Tough questions on future power
By Jeremy Lovell
LONDON (Reuters) - Public consultation on Britain's future energy needs ends on Friday with divided camps leaving the government with tough choices on power supplies.
Bound by pledges to slash greenhouse gas emissions, the government must decide the shape of the country's electricity supply network for coming decades as demand booms and North Sea oil and gas run out.
On one side of the debate is the so-called "big power" lobby promoting coal and nuclear generation. On the other, the green alternative advocating a wider mix of power sources including those coming from individuals' own efforts.
"Now there is a real chance to give power to the people," said Philip Sellwood, head of the Energy Saving Trust (EST), a body funded by both government and industry which promotes energy efficiency.
"It would be extremely unfortunate if we say this is a large-scale technology solution. We would fail to deliver on the environment, security of supply or cost," he told Reuters.
The government has said it risks missing its own emissions targets and critics say the energy review -- to report by mid-year after receiving 2,000 submissions -- cloaks a decision already taken to build a new generation of nuclear power plants.
Lobbyists for "big power" nuclear and coal stations -- most of which must be closed within a few years due to age -- have campaigned for replacement plants, arguing that on cost, security and cleanliness they win the argument.
Between them, nuclear and coal provide around 60 percent of the country's electricity.
"You need a solid backbone of power. If decentralised worked, we would have done it already," coal industry spokesman David Brewer said, citing capital costs as the major inhibitor.
Greenpeace and the Green Alliance lobby group have argued for the ageing national grid -- which dates from the 1950s -- to be scrapped in favour of microgeneration, renewables like wind and waves, combined heat and power (CHP) and energy efficiency.
But currently renewables provide less than four percent of power, solar panels and roof-top windmills barely register and CHP which uses heat lost in normal generation is not widespread.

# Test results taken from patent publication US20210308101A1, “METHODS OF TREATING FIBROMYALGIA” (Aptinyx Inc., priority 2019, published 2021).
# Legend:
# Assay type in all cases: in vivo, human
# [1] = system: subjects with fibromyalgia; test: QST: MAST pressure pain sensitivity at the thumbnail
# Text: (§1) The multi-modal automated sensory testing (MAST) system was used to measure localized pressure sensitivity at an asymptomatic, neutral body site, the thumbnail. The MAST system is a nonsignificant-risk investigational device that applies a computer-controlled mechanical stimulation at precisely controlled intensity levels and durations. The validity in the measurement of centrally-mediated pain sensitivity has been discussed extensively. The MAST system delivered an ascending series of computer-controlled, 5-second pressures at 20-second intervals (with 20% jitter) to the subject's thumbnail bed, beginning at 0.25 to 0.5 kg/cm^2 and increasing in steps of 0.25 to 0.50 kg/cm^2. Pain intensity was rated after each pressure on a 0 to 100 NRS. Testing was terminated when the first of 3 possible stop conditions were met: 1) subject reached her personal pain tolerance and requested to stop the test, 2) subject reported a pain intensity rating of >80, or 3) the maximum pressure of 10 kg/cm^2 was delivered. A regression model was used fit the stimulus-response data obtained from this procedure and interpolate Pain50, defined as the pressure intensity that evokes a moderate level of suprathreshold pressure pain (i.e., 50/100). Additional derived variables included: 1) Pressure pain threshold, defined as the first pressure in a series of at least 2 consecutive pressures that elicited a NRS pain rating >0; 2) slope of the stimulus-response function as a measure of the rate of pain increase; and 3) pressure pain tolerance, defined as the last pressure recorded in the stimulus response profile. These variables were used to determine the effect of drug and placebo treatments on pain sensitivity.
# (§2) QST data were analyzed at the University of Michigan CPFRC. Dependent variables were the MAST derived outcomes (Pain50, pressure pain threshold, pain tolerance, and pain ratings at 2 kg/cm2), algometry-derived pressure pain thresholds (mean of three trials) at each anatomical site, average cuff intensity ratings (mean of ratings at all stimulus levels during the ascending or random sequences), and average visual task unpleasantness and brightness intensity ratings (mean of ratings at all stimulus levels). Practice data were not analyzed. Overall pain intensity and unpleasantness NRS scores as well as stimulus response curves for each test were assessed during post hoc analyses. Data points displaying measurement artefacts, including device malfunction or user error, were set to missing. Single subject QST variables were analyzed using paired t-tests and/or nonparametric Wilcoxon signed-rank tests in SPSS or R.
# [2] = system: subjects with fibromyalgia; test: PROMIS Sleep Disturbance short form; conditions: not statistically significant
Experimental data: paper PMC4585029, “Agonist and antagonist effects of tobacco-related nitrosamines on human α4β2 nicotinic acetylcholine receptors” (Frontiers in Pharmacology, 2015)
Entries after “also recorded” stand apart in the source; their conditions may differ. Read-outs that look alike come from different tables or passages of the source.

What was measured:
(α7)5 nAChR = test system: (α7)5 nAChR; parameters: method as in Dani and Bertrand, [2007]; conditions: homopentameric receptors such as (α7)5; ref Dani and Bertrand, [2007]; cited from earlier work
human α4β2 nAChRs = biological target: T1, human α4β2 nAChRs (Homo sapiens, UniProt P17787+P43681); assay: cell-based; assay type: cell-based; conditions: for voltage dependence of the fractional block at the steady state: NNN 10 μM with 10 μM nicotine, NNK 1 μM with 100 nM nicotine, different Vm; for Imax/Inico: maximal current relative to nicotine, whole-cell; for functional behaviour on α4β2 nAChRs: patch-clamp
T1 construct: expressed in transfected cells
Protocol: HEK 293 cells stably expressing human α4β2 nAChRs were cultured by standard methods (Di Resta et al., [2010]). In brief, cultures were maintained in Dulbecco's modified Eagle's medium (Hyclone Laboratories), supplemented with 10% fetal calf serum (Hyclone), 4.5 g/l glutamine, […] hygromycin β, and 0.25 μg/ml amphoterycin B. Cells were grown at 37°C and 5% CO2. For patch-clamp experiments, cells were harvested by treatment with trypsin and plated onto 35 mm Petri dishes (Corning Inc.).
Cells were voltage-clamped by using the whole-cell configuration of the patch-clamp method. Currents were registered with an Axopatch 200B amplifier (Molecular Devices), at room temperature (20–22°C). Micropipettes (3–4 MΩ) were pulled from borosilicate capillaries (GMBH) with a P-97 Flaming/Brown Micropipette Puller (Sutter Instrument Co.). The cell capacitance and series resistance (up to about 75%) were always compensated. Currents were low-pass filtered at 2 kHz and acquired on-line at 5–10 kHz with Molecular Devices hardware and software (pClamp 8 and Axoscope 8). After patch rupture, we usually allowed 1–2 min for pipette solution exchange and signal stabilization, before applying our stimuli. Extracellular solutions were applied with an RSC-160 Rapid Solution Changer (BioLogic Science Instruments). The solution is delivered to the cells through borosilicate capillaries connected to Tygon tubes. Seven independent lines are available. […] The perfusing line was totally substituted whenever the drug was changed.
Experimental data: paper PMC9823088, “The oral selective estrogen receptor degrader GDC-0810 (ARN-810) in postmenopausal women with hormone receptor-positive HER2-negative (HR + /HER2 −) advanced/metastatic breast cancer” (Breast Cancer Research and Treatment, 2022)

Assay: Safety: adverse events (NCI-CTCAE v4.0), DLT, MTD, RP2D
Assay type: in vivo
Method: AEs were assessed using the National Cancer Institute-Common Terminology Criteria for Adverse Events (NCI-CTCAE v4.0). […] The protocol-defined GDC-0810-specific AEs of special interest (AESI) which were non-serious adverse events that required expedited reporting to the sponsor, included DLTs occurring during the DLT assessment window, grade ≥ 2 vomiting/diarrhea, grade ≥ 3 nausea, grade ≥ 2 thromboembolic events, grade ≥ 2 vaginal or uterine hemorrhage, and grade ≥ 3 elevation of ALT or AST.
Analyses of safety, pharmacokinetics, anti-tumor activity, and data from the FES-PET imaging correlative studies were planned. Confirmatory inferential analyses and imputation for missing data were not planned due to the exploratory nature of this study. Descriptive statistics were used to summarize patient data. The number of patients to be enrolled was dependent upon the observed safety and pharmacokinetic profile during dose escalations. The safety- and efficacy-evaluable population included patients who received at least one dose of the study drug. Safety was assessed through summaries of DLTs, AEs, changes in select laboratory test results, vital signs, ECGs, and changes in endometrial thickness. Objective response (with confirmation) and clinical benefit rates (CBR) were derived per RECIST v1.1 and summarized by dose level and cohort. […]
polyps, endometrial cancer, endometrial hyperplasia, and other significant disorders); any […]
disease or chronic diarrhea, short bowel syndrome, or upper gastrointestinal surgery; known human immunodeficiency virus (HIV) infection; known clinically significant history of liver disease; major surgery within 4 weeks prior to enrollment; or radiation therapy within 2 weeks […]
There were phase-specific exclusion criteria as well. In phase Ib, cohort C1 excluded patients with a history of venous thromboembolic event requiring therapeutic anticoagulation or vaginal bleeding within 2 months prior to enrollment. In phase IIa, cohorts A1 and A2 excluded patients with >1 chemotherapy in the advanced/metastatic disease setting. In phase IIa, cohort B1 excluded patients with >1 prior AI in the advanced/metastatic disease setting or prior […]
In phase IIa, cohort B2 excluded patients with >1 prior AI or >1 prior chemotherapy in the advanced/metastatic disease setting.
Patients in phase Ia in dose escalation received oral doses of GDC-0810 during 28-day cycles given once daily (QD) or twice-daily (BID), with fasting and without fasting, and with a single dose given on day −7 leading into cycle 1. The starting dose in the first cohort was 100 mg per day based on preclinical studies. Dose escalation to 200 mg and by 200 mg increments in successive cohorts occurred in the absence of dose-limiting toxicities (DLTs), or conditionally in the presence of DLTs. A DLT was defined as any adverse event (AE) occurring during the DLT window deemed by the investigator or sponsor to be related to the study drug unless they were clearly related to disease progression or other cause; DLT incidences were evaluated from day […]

Advocates say that, with government help, microgeneration and energy efficiency could account for 40 percent of the nation's power on their own with every home a mini power station.
"The combination of energy efficiency and microgeneration is a seriously expandable solution," said the EST's Sellwood. "Not only that, but together they would cut CO2 emissions by 15 percent."
Opponents also note that clean coal using carbon capture and storage is in its infancy and that new nuclear technology is untried as hardly any plants have been built anywhere in the 20 years since the Chernobyl disaster in April 1986.
The government says it has not yet decided to back new nuclear and that it recognises there are serious public concerns over waste and security from attack.
Public opinion has swung gradually back in favour of nuclear, but only when taken as an option in the war on global warming, and the group of eight rich nations is expected to endorse nuclear power at a Moscow summit in July.
But for Sellwood it would give the wrong message to a public well aware of the climate crisis and deeply worried by steeply rising energy costs -- a new EST survey shows that Britons worry more about energy bills than personal health or debts.
"It would tell consumers they don't have to do anything -- the government will do it for them," he said. "Surely, if we are going to have a sustainable, low-carbon society then we have to have low-carbon citizens."